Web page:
Inoculant choices can help address both DM loss and aerobic spoilage. For example, elite lactic acid bacteria and enzymes, like those found in MAGNIVA® Titanium forage inoculant, can maximize dry matter, nutrient retention and improve aerobic stability to deliver stable, high quality and palatable feed.

Forage inoculants including Lactobacillus buchneri NCIMB 40788 will be more resistant to heating and spoilage as this organism dramatically reduces yeast levels. L. buchneri 40788 applied at a minimum of 400,000 CFU per gram of silage, or 600,000 CFU per gram of high-moisture corn (HMC), has been uniquely reviewed by the FDA and allowed to claim improved aerobic stability.

By taking a critical look at this year’s silage, producers will be on their way to even better silage results next year.

Written by Renato J. Schmidt, Ph.D., Forage Products Specialist, Lallemand Animal Nutrition North America

Introducing an easier way to pay CHS

Sign-up to Pay Online Today

Pay Online is now available through the MyCHS app.

With Pay Online, anyone who has signed up for MyCHS can now easily pay statements or current balances securely from single or multiple bank accounts, view scheduled payments, and look up past online payments.

Pay Online saves you time and money as you no longer need to write and mail checks. Find the Pay Online feature in the lower-left hand corner. It’s easy to set up bank accounts so gather up your bank account number and routing number to get started today!

If you have not yet signed up for MyCHS, go to mychs.chsinc.com to register. Questions or comments, email MyCHS@chsinc.com or call 800-548-9727.

Dicamba-specific training is required to apply Engenia® herbicide.

Dear Engenia herbicide Customer,  

BASF is excited to announce new options for annual dicamba applicator training. This training is required for Engenia herbicide and other dicamba products approved for over-the-top (OTT) applications on dicamba-tolerant soybean and cotton.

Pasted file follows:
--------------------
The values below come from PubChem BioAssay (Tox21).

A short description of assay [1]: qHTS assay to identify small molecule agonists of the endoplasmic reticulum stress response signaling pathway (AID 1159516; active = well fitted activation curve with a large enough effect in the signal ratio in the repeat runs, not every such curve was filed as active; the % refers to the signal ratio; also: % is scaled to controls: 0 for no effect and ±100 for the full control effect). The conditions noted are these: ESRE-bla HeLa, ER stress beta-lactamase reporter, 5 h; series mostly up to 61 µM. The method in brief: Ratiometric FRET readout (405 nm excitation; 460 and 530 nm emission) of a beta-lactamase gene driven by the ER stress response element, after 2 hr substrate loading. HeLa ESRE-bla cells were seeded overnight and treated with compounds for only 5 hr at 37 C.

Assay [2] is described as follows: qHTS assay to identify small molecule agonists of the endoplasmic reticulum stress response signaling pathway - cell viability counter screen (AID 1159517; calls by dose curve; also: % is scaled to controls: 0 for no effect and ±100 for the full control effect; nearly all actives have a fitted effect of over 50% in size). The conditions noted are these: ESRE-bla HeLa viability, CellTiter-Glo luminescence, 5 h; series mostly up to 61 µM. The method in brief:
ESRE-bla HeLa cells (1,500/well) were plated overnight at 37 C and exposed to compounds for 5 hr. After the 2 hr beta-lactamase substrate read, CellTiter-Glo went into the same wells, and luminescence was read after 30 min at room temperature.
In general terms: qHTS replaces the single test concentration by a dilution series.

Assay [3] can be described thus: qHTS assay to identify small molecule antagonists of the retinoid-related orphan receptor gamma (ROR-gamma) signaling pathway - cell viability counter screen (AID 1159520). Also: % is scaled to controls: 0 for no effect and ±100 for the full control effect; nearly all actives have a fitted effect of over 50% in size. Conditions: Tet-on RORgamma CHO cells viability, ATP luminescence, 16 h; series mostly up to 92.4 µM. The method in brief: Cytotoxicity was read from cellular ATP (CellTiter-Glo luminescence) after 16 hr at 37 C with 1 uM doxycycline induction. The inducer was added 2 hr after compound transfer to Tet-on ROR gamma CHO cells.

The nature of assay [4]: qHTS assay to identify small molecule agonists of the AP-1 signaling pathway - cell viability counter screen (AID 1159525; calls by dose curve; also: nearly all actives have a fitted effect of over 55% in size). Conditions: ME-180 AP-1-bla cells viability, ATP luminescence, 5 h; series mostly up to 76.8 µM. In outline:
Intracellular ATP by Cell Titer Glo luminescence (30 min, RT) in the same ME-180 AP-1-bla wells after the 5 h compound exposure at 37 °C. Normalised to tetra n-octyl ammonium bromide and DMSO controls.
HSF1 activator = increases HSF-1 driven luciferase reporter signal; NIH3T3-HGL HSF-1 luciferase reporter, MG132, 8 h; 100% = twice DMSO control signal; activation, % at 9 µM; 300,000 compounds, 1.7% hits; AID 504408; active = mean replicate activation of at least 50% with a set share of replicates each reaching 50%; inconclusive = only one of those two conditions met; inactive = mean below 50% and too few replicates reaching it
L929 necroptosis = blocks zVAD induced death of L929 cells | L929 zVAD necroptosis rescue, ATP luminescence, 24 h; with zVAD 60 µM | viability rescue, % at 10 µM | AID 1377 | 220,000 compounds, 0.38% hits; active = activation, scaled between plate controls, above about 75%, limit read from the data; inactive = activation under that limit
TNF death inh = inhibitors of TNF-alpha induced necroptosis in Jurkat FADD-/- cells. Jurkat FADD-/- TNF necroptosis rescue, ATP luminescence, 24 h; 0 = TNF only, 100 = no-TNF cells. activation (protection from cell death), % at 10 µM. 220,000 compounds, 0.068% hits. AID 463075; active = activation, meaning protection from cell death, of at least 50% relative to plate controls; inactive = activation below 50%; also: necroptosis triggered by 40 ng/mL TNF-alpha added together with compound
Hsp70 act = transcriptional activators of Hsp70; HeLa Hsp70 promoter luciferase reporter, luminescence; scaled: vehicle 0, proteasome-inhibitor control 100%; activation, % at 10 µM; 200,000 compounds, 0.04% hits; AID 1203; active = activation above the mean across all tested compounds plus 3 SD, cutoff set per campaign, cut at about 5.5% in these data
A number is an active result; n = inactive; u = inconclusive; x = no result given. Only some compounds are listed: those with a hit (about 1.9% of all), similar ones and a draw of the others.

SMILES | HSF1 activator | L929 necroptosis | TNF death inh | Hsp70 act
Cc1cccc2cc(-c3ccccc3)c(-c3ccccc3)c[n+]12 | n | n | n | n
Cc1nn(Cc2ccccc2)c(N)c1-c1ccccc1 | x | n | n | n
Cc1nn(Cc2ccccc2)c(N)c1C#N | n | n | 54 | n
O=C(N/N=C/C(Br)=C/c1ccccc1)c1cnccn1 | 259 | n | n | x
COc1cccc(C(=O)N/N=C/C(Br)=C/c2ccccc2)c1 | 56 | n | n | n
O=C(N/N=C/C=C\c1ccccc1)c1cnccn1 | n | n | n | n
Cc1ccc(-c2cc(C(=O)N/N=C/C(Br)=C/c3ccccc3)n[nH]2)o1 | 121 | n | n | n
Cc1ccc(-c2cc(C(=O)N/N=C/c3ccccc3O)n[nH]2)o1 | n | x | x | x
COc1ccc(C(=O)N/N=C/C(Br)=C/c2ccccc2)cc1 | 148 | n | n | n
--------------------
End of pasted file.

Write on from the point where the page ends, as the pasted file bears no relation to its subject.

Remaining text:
Join us to learn about new application requirements and label enhancements for the 2021 season. Applicator training and certification can be obtained in multiple formats based on your schedule and needs. Due to COVID-19, dicamba applicator training will be primarily available through online offerings such as a self-paced training module and live virtual webinars.  

Please visit www.engeniastewardship.com for training options:   

Self-Paced Online Module:  This self-paced option will take approximately 1 hour to complete and contains a quiz at the end of the module. Once the module is completed a certificate is displayed that should be kept for your records. You will have the option to print and/or save your dicamba certificate. It is recommended that you complete this training on a web browser through a computer with a reliable internet connection.   

Live Virtual Webinars:  Live webinars, hosted by BASF experts, provide the opportunity for interaction and Q/A. There are a total of 6 remaining events that are scheduled to occur every Tuesday @ 10 am eastern with the next one scheduled for January 26, 2021. Attendance is limited to the first 250 attendees per event so register early for the event that best fits your schedule. Live Virtual Webinars are scheduled for: 
January 26, 2021 @ 10 am eastern 
February 2, 2021 @ 10 am eastern
February 9, 2021 @ 10 am eastern
February 16, 2021 @ 10 am eastern 
February 23, 2021 @ 10 am eastern
March 2, 2021 @ 10 am eastern

As a reminder only certified applicators may apply Engenia herbicide or other OTT dicamba herbicides. Some states have additional restrictions and requirements. Check with your state pesticide regulatory agency for additional training and application requirements or restrictions. 

Original email sent by BASF Agricultural Solutions

CHS to Host Educational Grain Webinar Series

CHS is kicking off the new year with a series of educational grain marketing webinars.

Tune in to hear from grain experts across CHS as they dive into all aspects of grain marketing, from futures to basis and all things in between. They will also be discussing grain marketing contracts and the benefits and strategies behind each type. All of this is designed to help you get the most out of every bushel.

Understanding Grain Marketing: A CHS Educational Webinar Series

February 16: Intro to the Grain Markets- understanding how futures and basis work.

February 23: Basic Grain Marketing Contracts

March 2: Managed Price Contracts, Average Price Contracts

Please note, you must pre-register in order to attend.